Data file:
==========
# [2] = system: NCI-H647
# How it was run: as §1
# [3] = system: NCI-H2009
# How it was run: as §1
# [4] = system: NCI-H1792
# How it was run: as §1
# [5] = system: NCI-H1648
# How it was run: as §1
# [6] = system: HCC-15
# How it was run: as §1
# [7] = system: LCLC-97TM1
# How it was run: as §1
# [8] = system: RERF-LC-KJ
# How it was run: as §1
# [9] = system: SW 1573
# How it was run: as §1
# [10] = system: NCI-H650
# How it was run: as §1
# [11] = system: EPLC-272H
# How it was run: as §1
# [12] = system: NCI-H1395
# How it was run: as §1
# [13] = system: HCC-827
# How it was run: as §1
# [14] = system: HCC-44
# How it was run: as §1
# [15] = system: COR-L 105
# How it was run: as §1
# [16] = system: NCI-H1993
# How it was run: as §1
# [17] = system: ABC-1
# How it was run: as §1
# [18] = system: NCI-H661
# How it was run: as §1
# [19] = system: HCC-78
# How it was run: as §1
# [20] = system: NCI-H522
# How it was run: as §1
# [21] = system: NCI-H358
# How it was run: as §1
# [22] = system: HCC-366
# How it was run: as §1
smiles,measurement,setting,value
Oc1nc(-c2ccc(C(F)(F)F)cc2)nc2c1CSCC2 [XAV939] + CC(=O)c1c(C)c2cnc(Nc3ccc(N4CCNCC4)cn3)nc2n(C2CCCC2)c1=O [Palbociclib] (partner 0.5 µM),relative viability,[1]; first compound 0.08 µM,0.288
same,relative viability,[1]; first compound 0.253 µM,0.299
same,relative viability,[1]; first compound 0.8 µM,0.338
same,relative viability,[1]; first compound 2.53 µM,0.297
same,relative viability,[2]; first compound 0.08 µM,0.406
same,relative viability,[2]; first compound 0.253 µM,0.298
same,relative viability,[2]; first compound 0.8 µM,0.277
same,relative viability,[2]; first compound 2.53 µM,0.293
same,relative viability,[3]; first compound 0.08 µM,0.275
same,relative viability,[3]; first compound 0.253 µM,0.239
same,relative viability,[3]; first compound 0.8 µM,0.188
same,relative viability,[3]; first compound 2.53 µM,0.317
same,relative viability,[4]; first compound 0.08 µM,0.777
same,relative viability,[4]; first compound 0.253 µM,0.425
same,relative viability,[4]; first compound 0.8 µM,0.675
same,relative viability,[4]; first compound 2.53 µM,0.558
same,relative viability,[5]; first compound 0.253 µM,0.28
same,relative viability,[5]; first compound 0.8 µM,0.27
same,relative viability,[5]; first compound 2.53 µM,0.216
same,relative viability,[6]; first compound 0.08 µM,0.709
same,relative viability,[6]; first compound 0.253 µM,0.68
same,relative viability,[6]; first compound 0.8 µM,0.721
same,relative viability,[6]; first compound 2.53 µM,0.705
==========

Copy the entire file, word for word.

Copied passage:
# [2] = system: NCI-H647
# How it was run: as §1
# [3] = system: NCI-H2009
# How it was run: as §1
# [4] = system: NCI-H1792
# How it was run: as §1
# [5] = system: NCI-H1648
# How it was run: as §1
# [6] = system: HCC-15
# How it was run: as §1
# [7] = system: LCLC-97TM1
# How it was run: as §1
# [8] = system: RERF-LC-KJ
# How it was run: as §1
# [9] = system: SW 1573
# How it was run: as §1
# [10] = system: NCI-H650
# How it was run: as §1
# [11] = system: EPLC-272H
# How it was run: as §1
# [12] = system: NCI-H1395
# How it was run: as §1
# [13] = system: HCC-827
# How it was run: as §1
# [14] = system: HCC-44
# How it was run: as §1
# [15] = system: COR-L 105
# How it was run: as §1
# [16] = system: NCI-H1993
# How it was run: as §1
# [17] = system: ABC-1
# How it was run: as §1
# [18] = system: NCI-H661
# How it was run: as §1
# [19] = system: HCC-78
# How it was run: as §1
# [20] = system: NCI-H522
# How it was run: as §1
# [21] = system: NCI-H358
# How it was run: as §1
# [22] = system: HCC-366
# How it was run: as §1
smiles,measurement,setting,value
Oc1nc(-c2ccc(C(F)(F)F)cc2)nc2c1CSCC2 [XAV939] + CC(=O)c1c(C)c2cnc(Nc3ccc(N4CCNCC4)cn3)nc2n(C2CCCC2)c1=O [Palbociclib] (partner 0.5 µM),relative viability,[1]; first compound 0.08 µM,0.288
same,relative viability,[1]; first compound 0.253 µM,0.299
same,relative viability,[1]; first compound 0.8 µM,0.338
same,relative viability,[1]; first compound 2.53 µM,0.297
same,relative viability,[2]; first compound 0.08 µM,0.406
same,relative viability,[2]; first compound 0.253 µM,0.298
same,relative viability,[2]; first compound 0.8 µM,0.277
same,relative viability,[2]; first compound 2.53 µM,0.293
same,relative viability,[3]; first compound 0.08 µM,0.275
same,relative viability,[3]; first compound 0.253 µM,0.239
same,relative viability,[3]; first compound 0.8 µM,0.188
same,relative viability,[3]; first compound 2.53 µM,0.317
same,relative viability,[4]; first compound 0.08 µM,0.777
same,relative viability,[4]; first compound 0.253 µM,0.425
same,relative viability,[4]; first compound 0.8 µM,0.675
same,relative viability,[4]; first compound 2.53 µM,0.558
same,relative viability,[5]; first compound 0.253 µM,0.28
same,relative viability,[5]; first compound 0.8 µM,0.27
same,relative viability,[5]; first compound 2.53 µM,0.216
same,relative viability,[6]; first compound 0.08 µM,0.709
same,relative viability,[6]; first compound 0.253 µM,0.68
same,relative viability,[6]; first compound 0.8 µM,0.721
same,relative viability,[6]; first compound 2.53 µM,0.705